May 21, 2024

Role of farm wives focus of children’s book

ASHTON, Ill. — Andrea LeFevre wants the world to know that farm women are more than a footnote.

“Maybe it’s not visible to the world that we do all these things, but it’s what makes the day go by, all these little routine things. Whatever needs to be done, we do it. That’s just farm women. We get it done,” she said.

LeFevre wrote her first children’s book, “A Day on the Farm with Mama: Harvest Edition,” that was published in the fall of 2022.

Her inspiration for the book was another book, a children’s book that was a favorite of her sons, Bryar, 3, and Boone, 1.

“My oldest son picks this one book over and over again and it goes like ‘farm dad takes farm kids out to feed the cows, slop the pigs and collect the eggs. Then they go to school. They come home from school and they ride horses and their ATV.’ On the very last page of the book, it goes something like ‘and thanks, Mom, for frying us chicken for supper,” she said.

LeFevre said each time she read the book, she found herself thinking of all of the tasks that make up her own day, as a farm wife and stay-at-home mom.

“Each time I read it, it was like a dagger straight to the heart. As someone who grew up on a farm and now being a farm wife, I was like — we do so much more,” she said.

LeFevre graduated from Amboy High School in 2010 and attended beauty school in Champaign, then opened her own salon in her hometown of Sublette.

LeFevre said she did not have publishing ambitions, but the lack of recognition of farm women like herself, plus being in contact with other farm wives and farm women on social media, inspired her.

“I follow other farm women and farm wives on social media and I kept saying these posts, what is holding you back from doing the thing you want to do, that you should do, that you are being called to do? It really resonated with me and I thought absolutely nothing is holding me back,” she said.

While her sons napped, she searched online for information on writing a children’s book and publishing. She also made notes for the book, based on her own experiences and those of the farm wives and farm women she knows.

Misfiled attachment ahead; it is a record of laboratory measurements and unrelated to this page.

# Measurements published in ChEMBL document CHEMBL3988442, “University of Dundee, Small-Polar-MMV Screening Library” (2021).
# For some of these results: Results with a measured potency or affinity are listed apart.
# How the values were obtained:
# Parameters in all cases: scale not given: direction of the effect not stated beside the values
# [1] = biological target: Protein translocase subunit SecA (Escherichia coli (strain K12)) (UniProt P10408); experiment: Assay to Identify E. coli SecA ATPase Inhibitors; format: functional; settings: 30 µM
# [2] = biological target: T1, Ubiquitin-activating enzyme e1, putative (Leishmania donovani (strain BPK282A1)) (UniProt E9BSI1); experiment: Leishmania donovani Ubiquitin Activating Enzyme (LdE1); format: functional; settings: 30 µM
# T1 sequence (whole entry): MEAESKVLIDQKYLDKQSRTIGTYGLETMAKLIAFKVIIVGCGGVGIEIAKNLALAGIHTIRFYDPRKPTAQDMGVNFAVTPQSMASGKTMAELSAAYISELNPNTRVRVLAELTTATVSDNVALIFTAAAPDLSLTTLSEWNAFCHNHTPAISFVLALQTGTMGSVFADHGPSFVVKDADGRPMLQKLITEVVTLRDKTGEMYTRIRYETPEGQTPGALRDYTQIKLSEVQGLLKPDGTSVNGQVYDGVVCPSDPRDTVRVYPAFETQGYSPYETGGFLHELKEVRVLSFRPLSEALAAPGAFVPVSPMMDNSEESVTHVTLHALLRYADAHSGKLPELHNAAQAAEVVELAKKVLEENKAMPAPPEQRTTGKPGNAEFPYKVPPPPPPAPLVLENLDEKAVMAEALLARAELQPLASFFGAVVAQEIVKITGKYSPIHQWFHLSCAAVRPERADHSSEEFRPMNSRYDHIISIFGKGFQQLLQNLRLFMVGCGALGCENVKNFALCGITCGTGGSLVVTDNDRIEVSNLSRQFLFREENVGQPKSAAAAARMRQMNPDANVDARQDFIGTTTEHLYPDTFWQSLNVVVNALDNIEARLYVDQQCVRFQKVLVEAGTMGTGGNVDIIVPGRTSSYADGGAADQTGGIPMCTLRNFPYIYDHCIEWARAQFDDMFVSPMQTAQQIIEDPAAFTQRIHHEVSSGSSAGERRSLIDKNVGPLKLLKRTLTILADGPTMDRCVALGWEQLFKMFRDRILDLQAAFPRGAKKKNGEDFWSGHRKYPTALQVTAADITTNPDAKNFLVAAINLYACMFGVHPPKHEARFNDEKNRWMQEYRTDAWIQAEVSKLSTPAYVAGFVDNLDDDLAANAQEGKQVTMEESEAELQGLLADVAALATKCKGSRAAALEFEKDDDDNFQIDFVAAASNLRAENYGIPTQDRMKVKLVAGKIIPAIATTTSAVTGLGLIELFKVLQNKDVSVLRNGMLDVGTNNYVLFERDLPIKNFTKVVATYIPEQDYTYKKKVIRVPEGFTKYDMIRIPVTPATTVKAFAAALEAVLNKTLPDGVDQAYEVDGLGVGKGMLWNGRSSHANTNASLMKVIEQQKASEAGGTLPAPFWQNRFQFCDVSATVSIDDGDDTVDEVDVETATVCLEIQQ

“I do everything a stay-at-home mom would do. I make sure the house is kept up, do the dishes, the laundry, pay the bills, take care of the kids,” she said.

“I really try to instill an interest in farming in my boys, as well. I will load them up and take them to the farm for tractor rides.

“If there’s a breakdown and they need me to go, I run for parts. I bring lunch out to the field if needed and all kinds of little things here and there.”

LeFevre and husband, Andrew, married in 2018. They farm their own land and they also farm with Andrew’s parents, Mark and Stacy LeFevre. They raise corn, soybeans and seed corn.

The Sublette farm that she grew up on was sold after the death of her grandfather, Elroy Lauer. Her father, Tom, now lives near Andrea and helps out on the LeFevre farm and also with Andrea’s sister and her husband, who also farm in the area.

Andrea helped her dad and grandpa out on the farm, cleaning out tractors and doing different jobs around the farm.

She also was inspired by her mom, Kim, whom she recalls pitching in wherever and whenever she was needed on the farm.

“My mom drove a tractor during harvest. She hauled ammonia tanks and hauled water. She took seed out to the planter. My mother-in-law is the same way. Whatever needed to be done, they did it,” LeFevre said.

The book was illustrated by a former coworker, Heidi Holloway.

“Before I became a stay-at-home mom, I worked at Woodhaven Association near Sublette. I would walk by Heidi’s desk and see her drawing all these pictures, so I asked her if she would illustrate the book and she said yes,” LeFevre said.

She said she was eagerly awaiting the first copies of her published books on the day the box arrived from the publisher.

“I opened the box, all of the excitement and tension building and I saw the title, ‘The Hungry AF Vegan.’ It was a vegan cookbook. They had shipped me somebody else’s books. I thought, you have got to be kidding me — you mixed up a book about a farm with a vegan cookbook?” she said.

LeFevre was able to get in touch with the author of the cookbook on Instagram and get the shipping fiasco corrected.

“When I finally got my books, it was like a weight lifted off of me. It was just a beautiful moment, little old me, look what I’ve done, look what I created,” she said.

She kept the book a secret from friends and family until the book was published. But she did not have to worry if they would support her.

At a recent reading of the book at Pankhurst Memorial Library in Amboy, Andrew’s grandmother came out to support her.

“She came to the reading and she was so proud of me. Her exact words were, ‘I can’t believe none of us have done this before,’” LeFevre said.

She has a planting edition of the book, that talks about all the planting season-related tasks that farm women perform on the farm and in the home, planned for this spring.

She said she hopes to inspire others and to remind everyone, from children to adults, of the vital role that farm wives and farm women play in the family and on the farm.

“We are largely unseen and unheard and with all of the things that we do, I hope it resonates with people. It is hard work,” she said.

“We are the glue that holds the family together. We sacrifice so much and I want people to see that we are awesome.

“We get stuff done and we can do anything we put our minds, too. We can do some really cool stuff.”

The book is available through LeFevre’s website,

Jeannine Otto

Jeannine Otto

Field Editor